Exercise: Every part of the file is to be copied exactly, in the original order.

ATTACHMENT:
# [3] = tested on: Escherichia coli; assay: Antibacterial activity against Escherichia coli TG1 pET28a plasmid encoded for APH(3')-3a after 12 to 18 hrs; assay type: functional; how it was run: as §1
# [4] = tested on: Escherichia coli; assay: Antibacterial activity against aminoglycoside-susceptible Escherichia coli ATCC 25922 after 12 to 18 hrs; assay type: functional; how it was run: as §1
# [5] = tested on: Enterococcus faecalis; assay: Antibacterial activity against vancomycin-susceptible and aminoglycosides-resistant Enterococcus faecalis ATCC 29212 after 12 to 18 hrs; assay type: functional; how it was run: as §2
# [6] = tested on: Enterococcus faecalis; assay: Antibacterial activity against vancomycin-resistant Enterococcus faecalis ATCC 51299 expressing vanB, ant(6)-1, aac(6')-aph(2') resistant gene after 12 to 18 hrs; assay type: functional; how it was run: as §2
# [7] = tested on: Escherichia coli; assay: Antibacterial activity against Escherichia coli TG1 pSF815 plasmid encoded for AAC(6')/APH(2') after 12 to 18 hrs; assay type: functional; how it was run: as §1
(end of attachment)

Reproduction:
# [3] = tested on: Escherichia coli; assay: Antibacterial activity against Escherichia coli TG1 pET28a plasmid encoded for APH(3')-3a after 12 to 18 hrs; assay type: functional; how it was run: as §1
# [4] = tested on: Escherichia coli; assay: Antibacterial activity against aminoglycoside-susceptible Escherichia coli ATCC 25922 after 12 to 18 hrs; assay type: functional; how it was run: as §1
# [5] = tested on: Enterococcus faecalis; assay: Antibacterial activity against vancomycin-susceptible and aminoglycosides-resistant Enterococcus faecalis ATCC 29212 after 12 to 18 hrs; assay type: functional; how it was run: as §2
# [6] = tested on: Enterococcus faecalis; assay: Antibacterial activity against vancomycin-resistant Enterococcus faecalis ATCC 51299 expressing vanB, ant(6)-1, aac(6')-aph(2') resistant gene after 12 to 18 hrs; assay type: functional; how it was run: as §2
# [7] = tested on: Escherichia coli; assay: Antibacterial activity against Escherichia coli TG1 pSF815 plasmid encoded for AAC(6')/APH(2') after 12 to 18 hrs; assay type: functional; how it was run: as §1